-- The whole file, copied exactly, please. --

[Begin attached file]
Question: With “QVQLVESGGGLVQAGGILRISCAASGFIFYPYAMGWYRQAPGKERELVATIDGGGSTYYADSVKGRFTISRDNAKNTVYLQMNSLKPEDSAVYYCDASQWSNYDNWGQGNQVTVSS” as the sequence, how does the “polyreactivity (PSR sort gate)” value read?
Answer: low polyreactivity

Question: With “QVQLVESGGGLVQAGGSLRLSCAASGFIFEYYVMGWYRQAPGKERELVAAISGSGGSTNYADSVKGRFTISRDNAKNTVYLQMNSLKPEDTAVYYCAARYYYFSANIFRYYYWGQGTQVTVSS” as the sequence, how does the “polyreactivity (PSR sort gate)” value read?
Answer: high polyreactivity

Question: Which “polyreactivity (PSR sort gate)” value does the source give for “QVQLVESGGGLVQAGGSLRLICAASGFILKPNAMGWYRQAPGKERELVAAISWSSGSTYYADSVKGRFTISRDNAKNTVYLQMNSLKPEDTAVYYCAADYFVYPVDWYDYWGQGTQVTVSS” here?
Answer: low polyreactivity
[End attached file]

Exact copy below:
Question: With “QVQLVESGGGLVQAGGILRISCAASGFIFYPYAMGWYRQAPGKERELVATIDGGGSTYYADSVKGRFTISRDNAKNTVYLQMNSLKPEDSAVYYCDASQWSNYDNWGQGNQVTVSS” as the sequence, how does the “polyreactivity (PSR sort gate)” value read?
Answer: low polyreactivity

Question: With “QVQLVESGGGLVQAGGSLRLSCAASGFIFEYYVMGWYRQAPGKERELVAAISGSGGSTNYADSVKGRFTISRDNAKNTVYLQMNSLKPEDTAVYYCAARYYYFSANIFRYYYWGQGTQVTVSS” as the sequence, how does the “polyreactivity (PSR sort gate)” value read?
Answer: high polyreactivity

Question: Which “polyreactivity (PSR sort gate)” value does the source give for “QVQLVESGGGLVQAGGSLRLICAASGFILKPNAMGWYRQAPGKERELVAAISWSSGSTYYADSVKGRFTISRDNAKNTVYLQMNSLKPEDTAVYYCAADYFVYPVDWYDYWGQGTQVTVSS” here?
Answer: low polyreactivity